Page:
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A guide to the Portuguese Regulations of Intermediaries

A guide to the Portuguese Regulations of Intermediaries
Friday, 04 November 2016 By Hugo Vaz Serra

Portugal is at the forefront of the global transfer market. According to FIFA’s TMS report for August 20161, the Portuguese market is placed fourth globally for incoming transfers (155 transfers) and fifth for receipts (USD 85,000,000) and expenses (USD 87,000,000). And while Portugal does not appear in the top 5 for outgoing transfers, the author believes that this could well change after the success of the national team (main squad and U21s) in the recent European Championships.

With this in mind, the author thought that it would be useful to explain Portugal’s domestic intermediaries regulations. Accordingly, this article looks at:

  • Introduction to Portuguese Regulation of Intermediaries
  • Definition of an “Intermediary
  • Registration process
  • Registration requirements
  • Payments/commission levels
  • Assessment of reputation
  • Conflicts of interest
  • Prohibitions (who can’t act as an intermediary?)
  • Transparency
  • Minors
  • Terminology
  • Disputes
  • Comment


Portuguese Regulations of Intermediaries

In April 2014, FIFA sent circular nº 1417 to its 211 affiliated members, containing the new Regulations on Working with Intermediaries (FIFA Regulations).2 As is well known, FIFA’s Regulations effectively repealed the existing regulatory regime of licenced football agents, and replaced it with the concept of “intermediaries” (explained below).3 National football associations were required to implement and enforce the new provisions, albeit they were reserved the right “to go beyond [the] minimum standards/requirements [set out in FIFA’s regulations]”.4 

On 1 April 2015, the Portuguese Football Federation (FPF) put into force the new Portuguese Regulations of Intermediaries5 (hereinafter, the “Regulations”). The Regulations implement FIFA’s Regulations, while also taking into account the following Portuguese domestic laws: Law nº 28/98 (the legal framework on sports employment contracts6) and Law nº 5/2007 (basic laws on physical activity and sports7).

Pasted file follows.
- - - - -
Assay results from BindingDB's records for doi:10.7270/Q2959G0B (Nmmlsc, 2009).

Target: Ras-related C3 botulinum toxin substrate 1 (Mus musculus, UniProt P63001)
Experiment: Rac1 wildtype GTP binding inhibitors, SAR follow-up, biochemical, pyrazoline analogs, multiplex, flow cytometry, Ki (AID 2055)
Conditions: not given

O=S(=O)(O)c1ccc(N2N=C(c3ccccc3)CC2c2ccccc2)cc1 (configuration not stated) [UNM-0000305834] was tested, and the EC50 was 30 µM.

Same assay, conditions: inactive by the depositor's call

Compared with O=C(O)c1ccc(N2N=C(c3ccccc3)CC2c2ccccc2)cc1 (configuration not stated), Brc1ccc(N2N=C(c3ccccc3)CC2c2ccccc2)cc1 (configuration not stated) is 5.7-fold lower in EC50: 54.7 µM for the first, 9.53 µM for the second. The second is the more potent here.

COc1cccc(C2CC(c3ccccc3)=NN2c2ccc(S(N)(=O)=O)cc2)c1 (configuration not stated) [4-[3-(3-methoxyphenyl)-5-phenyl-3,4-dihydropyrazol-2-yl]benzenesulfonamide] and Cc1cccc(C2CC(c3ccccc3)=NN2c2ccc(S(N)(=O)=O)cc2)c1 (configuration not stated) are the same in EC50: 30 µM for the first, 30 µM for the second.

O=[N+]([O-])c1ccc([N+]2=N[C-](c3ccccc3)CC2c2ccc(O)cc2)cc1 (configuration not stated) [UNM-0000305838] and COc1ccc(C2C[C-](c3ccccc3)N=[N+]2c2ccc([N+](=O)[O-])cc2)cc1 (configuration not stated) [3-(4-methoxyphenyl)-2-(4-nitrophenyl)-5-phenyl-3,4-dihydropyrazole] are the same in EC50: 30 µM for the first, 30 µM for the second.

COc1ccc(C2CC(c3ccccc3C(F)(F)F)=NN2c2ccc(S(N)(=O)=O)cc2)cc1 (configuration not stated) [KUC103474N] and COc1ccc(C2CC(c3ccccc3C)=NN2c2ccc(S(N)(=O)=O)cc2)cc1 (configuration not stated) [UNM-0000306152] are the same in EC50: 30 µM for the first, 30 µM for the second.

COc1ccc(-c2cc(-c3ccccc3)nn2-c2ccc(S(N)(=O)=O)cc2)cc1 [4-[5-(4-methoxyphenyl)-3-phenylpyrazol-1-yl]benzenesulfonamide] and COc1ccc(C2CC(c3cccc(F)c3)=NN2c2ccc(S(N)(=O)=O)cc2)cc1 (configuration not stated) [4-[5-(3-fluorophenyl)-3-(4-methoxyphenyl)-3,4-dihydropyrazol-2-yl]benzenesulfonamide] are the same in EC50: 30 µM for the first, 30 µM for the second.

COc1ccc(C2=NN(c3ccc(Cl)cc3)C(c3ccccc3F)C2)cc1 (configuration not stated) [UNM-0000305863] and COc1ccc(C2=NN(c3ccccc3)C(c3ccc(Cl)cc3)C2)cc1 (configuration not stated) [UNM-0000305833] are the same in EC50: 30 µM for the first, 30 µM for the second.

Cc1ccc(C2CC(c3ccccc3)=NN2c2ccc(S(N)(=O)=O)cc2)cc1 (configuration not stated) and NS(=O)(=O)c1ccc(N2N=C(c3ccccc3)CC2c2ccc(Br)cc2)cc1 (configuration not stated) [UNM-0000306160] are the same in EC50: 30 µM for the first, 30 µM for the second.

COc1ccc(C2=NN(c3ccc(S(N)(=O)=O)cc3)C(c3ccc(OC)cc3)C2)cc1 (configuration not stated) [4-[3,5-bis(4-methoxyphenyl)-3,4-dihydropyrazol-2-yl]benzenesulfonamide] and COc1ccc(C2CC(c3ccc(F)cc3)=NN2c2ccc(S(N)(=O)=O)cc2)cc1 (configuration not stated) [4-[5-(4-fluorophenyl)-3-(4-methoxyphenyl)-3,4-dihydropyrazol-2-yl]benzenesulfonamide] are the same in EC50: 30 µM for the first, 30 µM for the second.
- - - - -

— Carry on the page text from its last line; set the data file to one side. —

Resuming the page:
The key sections of the Regulations are as follows.


Definition of an Intermediary

An intermediary is a natural or legal8 person (e.g. a company) who is registered with FPF and who represents, pro bono or under remuneration, a footballer or a club in negotiations in order to conclude an employment contract or a transfer contract.9

Interestingly, under Article 22.1 of Law 28/98 and Article 37.1 of Law 5/2007, legal persons were already entitled to act as players’ agents. However, it was only after the Regulations came into force that legal persons were given an entirely even footing to natural persons.


Registration process

The old “licenced” regime required an individual to pass a written examination before being issued a licence. This has now gone and has been replaced by a mandatory registration10, which is public.11 Registration may be requested for just one season,12 without prejudice of subsequent renewals.

Intermediaries can request that they be registered prior to the signing of a deal in which they are acting. If a company wishes to be registered, a natural person with powers to represent the company must previously be registered as an intermediary.13


Registration requirements:

Upon registration or subsequent renewals, the intermediary has to remit to FPF:

  • a civil liability insurance policy14 to cover damages, in the minimum amount of EUR 50,00015;

  • copies of the Id card/passport and the tax card16,

  • a statement of honour affirming that they have no contractual relations with leagues, FA’s, confederations or FIFA that might cause a potential conflict of interest17

  • an updated certificate of criminal record18;

  • a statement affirming that the requestor is not insolvent;19 and

  • a certificate issued by the competent authority attesting that there are no overdue payables of tax and social charges20. All the documents must be written in Portuguese21; it must be paid a tax of EUR 1,00022>, being half of this amount delivered to the Wages Guarantee Fund23.


Payments/Commission Levels

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Written by

Hugo Vaz Serra

Hugo Vaz Serra

Hugo is currently a sports lawyer in Portugal, focusing his main activity in sports law and management. He is also an Arbitrator at the Portuguese CAS. Previously, he acted as an in house lawyer at leading Portuguese club Sporting Clube de Portugal for more than 11 years and was also the club’s TMS Manager (since the early days of this FIFA platform). In his activities at the club he regularly dealt with the Portuguese Football Federation, Portuguese Football League, UEFA, FIFA, CAS, as well as many foreign clubs.

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